Computing giant Dell is making a major new push into the government sector, today announcing a comprehensive cloud offering geared for federal agencies.
The Dell Cloud for U.S. Government offers federal CIOs a range of technologies provided through a usage-based, cloud-delivery model, ranging from software applications up through platform and infrastructure services.
Chief among the selling points for federal government customers who are still finding their way in cloud computing is a level of flexibility and customization that can tailor a deployment to an agency's security expectations and management capacity. That means agency CIOs will be able to tap Dell for a dedicated, on-premises cloud, or opt to place certain applications in a shared environment that's managed remotely.
"It basically is, in a nutshell, a dedicated and a multitenant cloud environment that's going to offer several very unique attributes," says Jeff Lush, CTO of Dell Services Federal Government, who describes the offering as "location-neutral."
"It doesn't matter where you put it--you can host it, we can host it, put it in the back of a Humvee," Lush says.
The unveiling of Dell's government cloud comes at a time of keen interest in cloud computing among federal IT decision makers, thanks in part to a series of memos and directives from the White House encouraging steps to modernize the government technology apparatus, as well as the ongoing budget pressures agencies are facing.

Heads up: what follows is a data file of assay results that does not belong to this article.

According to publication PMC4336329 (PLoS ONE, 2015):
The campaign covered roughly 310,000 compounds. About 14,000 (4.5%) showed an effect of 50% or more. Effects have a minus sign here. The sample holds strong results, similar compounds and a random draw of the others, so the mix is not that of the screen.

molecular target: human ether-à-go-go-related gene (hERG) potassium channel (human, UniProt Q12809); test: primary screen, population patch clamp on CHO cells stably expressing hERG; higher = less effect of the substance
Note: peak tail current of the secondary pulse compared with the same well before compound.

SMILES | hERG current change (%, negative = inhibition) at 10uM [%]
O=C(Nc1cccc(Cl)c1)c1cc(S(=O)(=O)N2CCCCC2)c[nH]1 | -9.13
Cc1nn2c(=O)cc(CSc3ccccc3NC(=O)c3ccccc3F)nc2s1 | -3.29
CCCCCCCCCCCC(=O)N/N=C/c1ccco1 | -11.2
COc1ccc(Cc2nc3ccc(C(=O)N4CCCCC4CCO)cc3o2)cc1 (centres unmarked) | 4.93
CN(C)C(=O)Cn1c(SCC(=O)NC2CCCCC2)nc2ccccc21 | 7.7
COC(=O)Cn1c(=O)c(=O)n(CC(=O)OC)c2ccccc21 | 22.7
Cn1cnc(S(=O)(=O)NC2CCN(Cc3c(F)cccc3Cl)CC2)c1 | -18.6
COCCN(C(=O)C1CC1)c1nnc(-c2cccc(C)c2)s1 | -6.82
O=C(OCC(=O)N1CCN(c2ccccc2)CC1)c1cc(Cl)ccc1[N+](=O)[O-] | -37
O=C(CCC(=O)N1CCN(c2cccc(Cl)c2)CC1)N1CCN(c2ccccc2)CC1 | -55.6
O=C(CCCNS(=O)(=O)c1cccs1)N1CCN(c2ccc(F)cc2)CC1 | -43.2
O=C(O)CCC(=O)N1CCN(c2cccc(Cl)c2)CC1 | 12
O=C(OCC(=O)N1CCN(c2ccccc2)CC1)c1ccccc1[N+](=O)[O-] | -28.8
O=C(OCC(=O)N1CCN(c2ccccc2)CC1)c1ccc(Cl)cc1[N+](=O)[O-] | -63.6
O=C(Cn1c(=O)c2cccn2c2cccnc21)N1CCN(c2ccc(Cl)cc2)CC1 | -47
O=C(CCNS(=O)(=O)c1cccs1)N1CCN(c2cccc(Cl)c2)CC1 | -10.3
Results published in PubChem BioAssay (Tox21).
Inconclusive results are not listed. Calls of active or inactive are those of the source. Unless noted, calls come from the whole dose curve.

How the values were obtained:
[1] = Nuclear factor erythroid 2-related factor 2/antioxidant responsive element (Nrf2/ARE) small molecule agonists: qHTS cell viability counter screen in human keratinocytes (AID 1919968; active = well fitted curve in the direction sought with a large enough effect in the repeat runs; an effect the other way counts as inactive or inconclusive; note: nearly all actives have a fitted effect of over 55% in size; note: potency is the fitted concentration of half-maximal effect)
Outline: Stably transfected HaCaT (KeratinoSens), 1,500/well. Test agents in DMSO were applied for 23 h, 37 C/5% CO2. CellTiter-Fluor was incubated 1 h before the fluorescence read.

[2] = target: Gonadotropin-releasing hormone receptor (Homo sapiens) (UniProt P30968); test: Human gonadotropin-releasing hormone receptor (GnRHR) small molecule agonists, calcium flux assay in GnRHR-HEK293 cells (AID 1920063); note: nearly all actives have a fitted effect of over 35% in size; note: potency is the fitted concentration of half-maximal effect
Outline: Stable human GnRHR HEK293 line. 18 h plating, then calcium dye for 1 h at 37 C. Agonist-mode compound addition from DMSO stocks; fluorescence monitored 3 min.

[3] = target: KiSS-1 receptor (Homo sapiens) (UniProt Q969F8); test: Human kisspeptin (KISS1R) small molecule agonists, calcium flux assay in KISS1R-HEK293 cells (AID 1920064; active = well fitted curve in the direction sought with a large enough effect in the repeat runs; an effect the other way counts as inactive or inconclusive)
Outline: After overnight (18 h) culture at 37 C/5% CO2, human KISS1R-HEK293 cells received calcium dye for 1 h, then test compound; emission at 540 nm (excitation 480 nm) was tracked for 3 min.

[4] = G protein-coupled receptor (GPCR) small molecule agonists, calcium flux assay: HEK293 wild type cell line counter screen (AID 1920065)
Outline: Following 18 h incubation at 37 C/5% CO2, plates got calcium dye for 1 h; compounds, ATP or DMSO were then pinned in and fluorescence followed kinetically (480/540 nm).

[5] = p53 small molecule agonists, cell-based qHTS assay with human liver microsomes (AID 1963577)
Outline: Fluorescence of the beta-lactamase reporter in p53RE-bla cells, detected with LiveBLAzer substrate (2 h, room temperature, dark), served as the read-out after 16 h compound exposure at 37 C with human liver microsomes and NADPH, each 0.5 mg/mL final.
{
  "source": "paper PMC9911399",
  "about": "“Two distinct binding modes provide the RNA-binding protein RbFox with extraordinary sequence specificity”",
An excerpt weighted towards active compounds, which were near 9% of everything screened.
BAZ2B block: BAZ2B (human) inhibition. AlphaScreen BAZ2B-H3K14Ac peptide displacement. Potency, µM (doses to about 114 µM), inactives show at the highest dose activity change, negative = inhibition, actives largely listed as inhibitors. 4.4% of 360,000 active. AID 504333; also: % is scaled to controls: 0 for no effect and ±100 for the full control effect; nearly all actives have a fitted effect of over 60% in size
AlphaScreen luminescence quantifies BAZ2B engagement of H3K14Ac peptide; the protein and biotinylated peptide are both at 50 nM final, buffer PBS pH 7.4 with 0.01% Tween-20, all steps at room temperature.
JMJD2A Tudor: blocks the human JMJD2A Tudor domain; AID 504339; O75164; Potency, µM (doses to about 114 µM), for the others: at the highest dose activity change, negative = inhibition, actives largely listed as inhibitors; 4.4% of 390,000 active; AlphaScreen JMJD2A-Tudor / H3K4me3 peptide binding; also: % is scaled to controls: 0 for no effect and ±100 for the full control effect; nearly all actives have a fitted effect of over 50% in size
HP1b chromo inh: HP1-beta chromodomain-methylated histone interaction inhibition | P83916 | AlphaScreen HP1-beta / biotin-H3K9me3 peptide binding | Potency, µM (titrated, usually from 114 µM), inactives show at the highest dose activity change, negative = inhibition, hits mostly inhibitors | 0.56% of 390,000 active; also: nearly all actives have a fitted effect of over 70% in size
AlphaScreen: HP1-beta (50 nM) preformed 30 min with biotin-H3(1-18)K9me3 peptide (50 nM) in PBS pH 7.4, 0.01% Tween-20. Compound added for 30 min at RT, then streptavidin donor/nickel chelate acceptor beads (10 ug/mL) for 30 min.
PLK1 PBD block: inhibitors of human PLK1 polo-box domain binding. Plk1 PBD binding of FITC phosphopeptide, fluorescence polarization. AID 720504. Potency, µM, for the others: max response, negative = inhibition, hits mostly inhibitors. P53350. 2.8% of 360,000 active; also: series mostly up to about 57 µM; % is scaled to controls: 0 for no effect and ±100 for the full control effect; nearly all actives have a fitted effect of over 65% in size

Feds Begin to Drift to the Cloud
Many federal CIOs have identified security worries as a major barrier to moving their agency to the cloud, a concern that Dell is addressing with what Lush calls a "built-in compliance framework," comprised of nearly 300 controls stipulated by the National Institute of Standards and Technology (NIST) for various levels of security tailored to the sensitivity of the information in a particular environment.
While Dell is dropping news of its government cloud offering today, the company doesn't except agency deployments of its private cloud to be operational until around mid-summer. Then the multi-tenant solution likely won't be available until the end of this year or early next, when it is expected to receive security certification under the FedRAMP program, according to Lush.
FedRAMP, shorthand for the Federal Risk and Authorization Management Program, is a government-wide security standard for cloud-service providers intended create uniform baseline requirements across federal agencies, and to spare contractors from having to meet different certification requirements for each agency from which they're seeking a contract.
Dell is looking to match that spirit of uniformity with the stock menu of compliance features it is including to help federal customers meet the criteria for various cloud deployments set by NIST. Then in addition to NIST compliance, Dell's cloud offers an array of other tools that promise to help automate the various security and operational approvals that federal IT leaders have to navigate, including FISMA, DIACAP, HIPAA and others.
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